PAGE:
eBird allows scores of citizen scientists to record bird abundance via field observation; those data have contributed to over 90 peer-reviewed research articles. Did You Feel It? crowdsources information from people around that world who have experienced an earthquake. Snapshot Serengeti uses volunteers to identify, classify and catalog photos taken daily in this African ecosystem.

    FoldIt is an online game where players are tasked with using the tools provided to virtually fold protein structures. The goal is to help scientists figure out if these structures can be used in medical applications. A set of users determined the crystal structure of an enzyme involved in the monkey version of AIDS in just three weeks – a problem that had previously gone unsolved for 15 years.

    Galaxy Zoo is perhaps the most well-known online citizen science project. It uploads images from the Sloan Digital Sky Survey [SDSS] and allows users to assist with the morphological classification of galaxies. The citizen astronomers discovered an entirely new class of galaxy – “green pea” galaxies – that have gone on to be the subject of over 20 academic articles.

    SDSS Telescope at Apache Point, NM, USA
    SDSS Telescope at Apache Point, NM, USA

    These are all notable successes, with citizens contributing to the projects set out by professional scientists. But there’s so much more potential in the model. What does the next generation of citizen science look like?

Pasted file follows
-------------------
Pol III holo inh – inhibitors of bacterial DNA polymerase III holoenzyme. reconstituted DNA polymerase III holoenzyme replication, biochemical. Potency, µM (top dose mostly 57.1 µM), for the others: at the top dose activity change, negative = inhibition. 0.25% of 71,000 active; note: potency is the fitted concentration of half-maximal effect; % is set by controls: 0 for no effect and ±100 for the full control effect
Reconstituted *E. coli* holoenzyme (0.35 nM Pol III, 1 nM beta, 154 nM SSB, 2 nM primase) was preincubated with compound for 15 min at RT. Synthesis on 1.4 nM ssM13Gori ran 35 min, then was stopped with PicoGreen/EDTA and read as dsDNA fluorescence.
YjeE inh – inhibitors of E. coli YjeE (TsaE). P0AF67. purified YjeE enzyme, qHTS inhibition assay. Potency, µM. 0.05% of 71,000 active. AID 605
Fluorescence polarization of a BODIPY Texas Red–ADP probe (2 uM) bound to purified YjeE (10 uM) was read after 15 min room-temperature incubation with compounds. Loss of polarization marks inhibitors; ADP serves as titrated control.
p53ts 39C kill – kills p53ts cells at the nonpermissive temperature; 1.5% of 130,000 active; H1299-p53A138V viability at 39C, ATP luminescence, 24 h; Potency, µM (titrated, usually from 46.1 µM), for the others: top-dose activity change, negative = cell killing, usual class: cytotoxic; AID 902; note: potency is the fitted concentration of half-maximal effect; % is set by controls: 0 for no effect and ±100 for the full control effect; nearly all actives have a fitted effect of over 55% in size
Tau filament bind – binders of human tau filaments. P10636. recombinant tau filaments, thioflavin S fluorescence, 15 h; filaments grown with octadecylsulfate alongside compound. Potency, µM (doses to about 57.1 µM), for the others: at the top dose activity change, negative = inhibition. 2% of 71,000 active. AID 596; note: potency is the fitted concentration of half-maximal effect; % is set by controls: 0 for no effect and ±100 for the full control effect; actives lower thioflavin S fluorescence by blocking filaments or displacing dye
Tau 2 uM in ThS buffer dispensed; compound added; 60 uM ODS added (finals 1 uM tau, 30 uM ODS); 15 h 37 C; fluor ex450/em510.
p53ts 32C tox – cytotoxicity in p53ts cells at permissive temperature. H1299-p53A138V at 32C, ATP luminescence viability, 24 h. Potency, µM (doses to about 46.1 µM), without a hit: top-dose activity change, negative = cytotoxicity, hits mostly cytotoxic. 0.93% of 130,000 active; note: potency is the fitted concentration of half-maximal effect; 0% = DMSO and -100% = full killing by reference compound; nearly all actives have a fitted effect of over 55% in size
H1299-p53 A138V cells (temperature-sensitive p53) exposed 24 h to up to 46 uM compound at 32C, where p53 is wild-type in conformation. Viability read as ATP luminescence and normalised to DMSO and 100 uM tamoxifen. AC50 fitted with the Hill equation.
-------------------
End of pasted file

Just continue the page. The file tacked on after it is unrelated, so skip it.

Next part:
2
    People can contribute to crowdsourced projects from just about anywhere. Nazareth College, CC BY

    Open innovation could advance citizen science

    The time is right for citizen science to join forces with open innovation. This is a concept that describes partnering with other people and sharing ideas to come up with something new. The assumption is that more can be achieved when boundaries are lowered and resources – including ideas, data, designs and software and hardware – are opened and made freely available.

    Open innovation is collaborative, distributed, cumulative and it develops over time. Citizen science can be a critical element here because its professional-amateurs can become another significant source of data, standards and best practices that could further the work of scientific and lay communities.

    Globalization has spurred on this trend through the ubiquity of internet and wireless connections, affordable devices to collect data (such as cameras, smartphones, smart sensors, wearable technologies), and the ability to easily connect with others. Increased access to people, information and ideas points the way to unlock new synergies, new relationships and new forms of collaboration that transcend boundaries. And individuals can focus their attention and spend their time on anything they want.